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To reinforce the idea that good readers ask themselves why a change happened in a text, we practiced thinking about effects and writing "Why did...?" questions. We took our changes, in the past tense, and wrote them verbatim into questions. Then I asked the students to reflect, constructively, on what sounded wrong about the questions. They thought about the rule that "Did steals the past tense" from the other verb nearby. They all worked together to change the other verb from the past to present tense and rewrote their own question to guide them to the cause in the text. Here are some of our questions, about the book Big Al by Andrew Clements, that we wrote together (and students' independent answers):
Why did Big Al (had) have friends at the end of the story? Big Al had a lot of friends because he saved the fishes.
Why did Big Al (got) get stuck in the net? Why did the fish (got) get caught?
Why didn't Big Al (had) have friends? Big Al didn't have friends because he was big and scary...with sharp teeth.
Why did Big Al (saved) save the fish? Big Al saved the fish because he is nice and they could be his friends.
Why did Big Al (hid) hide in the sand? Big Al wanted to look smaller so the fish won't be scared so he hid under the sand.
Why did Big Al (wore) wear a disguise? Big Al wore a disguise because he wanted to be the fishes friends.
Why did the fish and Big Al (became) become friends?
Cause and Effect Lesson Extension: I chose to continue my students' practice with cause and effect by having them consider changes that happened in the week's comprehension text and talking with a partner to determine the cause. An additional language goal, besides the use of connecting words to link the cause and effect, was the use of present tense verbs in questions with did. I framed it in a way that's comprehensible for second graders: did is a robber who steals the past tense from verbs. So students discussed with their partner how to ask themselves about the reason for the effects (changes) in the text with a question.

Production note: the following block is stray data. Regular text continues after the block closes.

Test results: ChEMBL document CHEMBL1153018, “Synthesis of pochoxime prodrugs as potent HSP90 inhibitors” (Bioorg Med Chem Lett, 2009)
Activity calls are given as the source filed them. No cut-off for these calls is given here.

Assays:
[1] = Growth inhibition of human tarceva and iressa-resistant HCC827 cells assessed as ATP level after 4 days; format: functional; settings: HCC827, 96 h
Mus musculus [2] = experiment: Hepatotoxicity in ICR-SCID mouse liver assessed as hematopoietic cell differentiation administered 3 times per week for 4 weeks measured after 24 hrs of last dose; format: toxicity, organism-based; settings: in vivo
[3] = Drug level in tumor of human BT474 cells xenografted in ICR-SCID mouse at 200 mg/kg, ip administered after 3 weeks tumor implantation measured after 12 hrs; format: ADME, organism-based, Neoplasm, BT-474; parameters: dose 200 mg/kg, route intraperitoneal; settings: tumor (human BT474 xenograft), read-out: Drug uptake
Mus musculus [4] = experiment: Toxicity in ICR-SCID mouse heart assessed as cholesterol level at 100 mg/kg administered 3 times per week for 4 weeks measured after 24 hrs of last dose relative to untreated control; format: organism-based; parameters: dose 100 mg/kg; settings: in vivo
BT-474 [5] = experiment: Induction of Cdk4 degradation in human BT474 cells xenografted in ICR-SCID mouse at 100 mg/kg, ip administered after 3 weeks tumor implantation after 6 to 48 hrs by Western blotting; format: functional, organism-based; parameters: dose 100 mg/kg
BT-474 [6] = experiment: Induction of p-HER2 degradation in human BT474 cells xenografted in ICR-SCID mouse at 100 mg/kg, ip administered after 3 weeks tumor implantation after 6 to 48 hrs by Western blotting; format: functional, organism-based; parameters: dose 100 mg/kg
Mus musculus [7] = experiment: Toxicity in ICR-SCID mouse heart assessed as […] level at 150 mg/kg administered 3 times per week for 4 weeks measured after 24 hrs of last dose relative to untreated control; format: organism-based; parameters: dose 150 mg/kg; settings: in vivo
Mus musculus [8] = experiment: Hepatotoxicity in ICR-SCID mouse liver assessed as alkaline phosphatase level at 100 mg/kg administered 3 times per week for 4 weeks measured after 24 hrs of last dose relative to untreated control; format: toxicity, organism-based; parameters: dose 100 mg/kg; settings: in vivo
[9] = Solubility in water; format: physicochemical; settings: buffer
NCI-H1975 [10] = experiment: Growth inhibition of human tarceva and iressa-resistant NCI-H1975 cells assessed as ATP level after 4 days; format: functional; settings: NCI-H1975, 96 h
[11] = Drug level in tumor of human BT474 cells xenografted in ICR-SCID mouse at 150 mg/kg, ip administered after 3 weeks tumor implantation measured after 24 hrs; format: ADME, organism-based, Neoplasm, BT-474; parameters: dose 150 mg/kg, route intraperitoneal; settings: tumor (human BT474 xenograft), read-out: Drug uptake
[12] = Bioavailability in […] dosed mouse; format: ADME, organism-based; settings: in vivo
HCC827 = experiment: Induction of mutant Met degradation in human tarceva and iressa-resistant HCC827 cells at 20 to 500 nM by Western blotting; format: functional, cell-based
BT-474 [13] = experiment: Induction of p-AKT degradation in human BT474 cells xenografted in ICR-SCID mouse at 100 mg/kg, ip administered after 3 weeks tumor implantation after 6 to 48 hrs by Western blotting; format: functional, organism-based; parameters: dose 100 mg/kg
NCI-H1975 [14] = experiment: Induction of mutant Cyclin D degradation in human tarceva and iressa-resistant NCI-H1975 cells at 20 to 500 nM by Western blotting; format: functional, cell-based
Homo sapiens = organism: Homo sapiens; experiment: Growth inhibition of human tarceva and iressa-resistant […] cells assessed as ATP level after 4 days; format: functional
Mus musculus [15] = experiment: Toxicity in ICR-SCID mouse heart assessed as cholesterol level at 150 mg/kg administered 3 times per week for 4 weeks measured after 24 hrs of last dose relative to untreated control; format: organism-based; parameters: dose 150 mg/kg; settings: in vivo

Examples of student work: This helped me to informally assess which students already knew (or knew what sounded right) about the tense change with use of did and those for whom it was a new concept. They loved the structure of the paper because it was very clear for them how to organize their ideas! And I appreciated that I could use a highly familiar text for the lesson, so no vocabulary instruction or building background was needed, but there was authentic content.
We will continue to use their framework next week, using a different text. My assessment, which I will start the following week, will involve giving students a text at their level and asking them to identify a change independently, write the why question they should ask themselves, identifying the cause, and writing both together in a sentence with the connecting word of their choice. I will need to take away some of my scaffolding next week: students will need to find the changes on their own and remember how to use the connecting words without the organizer.
Content Goal: Students will become familiar with the meaning of the words cause and effect. They will be able to identify the cause in a cause/effect pair by thinking about what happened first and identify the effect as the change it caused. Students will begin to practice rereading a text to find the cause of a change, a reading strategy which they will eventually be expected to use independently.